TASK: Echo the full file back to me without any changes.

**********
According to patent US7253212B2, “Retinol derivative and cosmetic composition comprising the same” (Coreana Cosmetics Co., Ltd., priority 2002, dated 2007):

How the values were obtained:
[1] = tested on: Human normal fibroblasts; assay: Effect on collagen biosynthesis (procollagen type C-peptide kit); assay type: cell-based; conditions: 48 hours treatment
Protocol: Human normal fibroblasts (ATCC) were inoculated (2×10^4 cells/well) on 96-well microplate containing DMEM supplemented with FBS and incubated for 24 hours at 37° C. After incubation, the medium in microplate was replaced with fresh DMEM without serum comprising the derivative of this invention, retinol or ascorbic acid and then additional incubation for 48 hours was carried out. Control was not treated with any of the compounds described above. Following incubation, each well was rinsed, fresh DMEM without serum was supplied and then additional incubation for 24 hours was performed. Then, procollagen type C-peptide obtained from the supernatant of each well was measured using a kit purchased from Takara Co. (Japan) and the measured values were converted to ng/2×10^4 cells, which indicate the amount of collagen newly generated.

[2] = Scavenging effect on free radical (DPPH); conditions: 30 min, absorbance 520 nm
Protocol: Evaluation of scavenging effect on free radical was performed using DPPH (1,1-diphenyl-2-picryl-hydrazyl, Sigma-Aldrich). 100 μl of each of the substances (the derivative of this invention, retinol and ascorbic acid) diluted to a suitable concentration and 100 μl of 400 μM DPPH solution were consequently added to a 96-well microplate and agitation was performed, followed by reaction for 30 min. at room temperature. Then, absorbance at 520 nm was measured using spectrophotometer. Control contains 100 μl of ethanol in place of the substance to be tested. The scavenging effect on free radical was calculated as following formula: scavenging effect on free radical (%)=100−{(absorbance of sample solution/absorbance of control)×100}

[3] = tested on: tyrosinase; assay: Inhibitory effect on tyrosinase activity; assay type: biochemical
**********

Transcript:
According to patent US7253212B2, “Retinol derivative and cosmetic composition comprising the same” (Coreana Cosmetics Co., Ltd., priority 2002, dated 2007):

How the values were obtained:
[1] = tested on: Human normal fibroblasts; assay: Effect on collagen biosynthesis (procollagen type C-peptide kit); assay type: cell-based; conditions: 48 hours treatment
Protocol: Human normal fibroblasts (ATCC) were inoculated (2×10^4 cells/well) on 96-well microplate containing DMEM supplemented with FBS and incubated for 24 hours at 37° C. After incubation, the medium in microplate was replaced with fresh DMEM without serum comprising the derivative of this invention, retinol or ascorbic acid and then additional incubation for 48 hours was carried out. Control was not treated with any of the compounds described above. Following incubation, each well was rinsed, fresh DMEM without serum was supplied and then additional incubation for 24 hours was performed. Then, procollagen type C-peptide obtained from the supernatant of each well was measured using a kit purchased from Takara Co. (Japan) and the measured values were converted to ng/2×10^4 cells, which indicate the amount of collagen newly generated.

[2] = Scavenging effect on free radical (DPPH); conditions: 30 min, absorbance 520 nm
Protocol: Evaluation of scavenging effect on free radical was performed using DPPH (1,1-diphenyl-2-picryl-hydrazyl, Sigma-Aldrich). 100 μl of each of the substances (the derivative of this invention, retinol and ascorbic acid) diluted to a suitable concentration and 100 μl of 400 μM DPPH solution were consequently added to a 96-well microplate and agitation was performed, followed by reaction for 30 min. at room temperature. Then, absorbance at 520 nm was measured using spectrophotometer. Control contains 100 μl of ethanol in place of the substance to be tested. The scavenging effect on free radical was calculated as following formula: scavenging effect on free radical (%)=100−{(absorbance of sample solution/absorbance of control)×100}

[3] = tested on: tyrosinase; assay: Inhibitory effect on tyrosinase activity; assay type: biochemical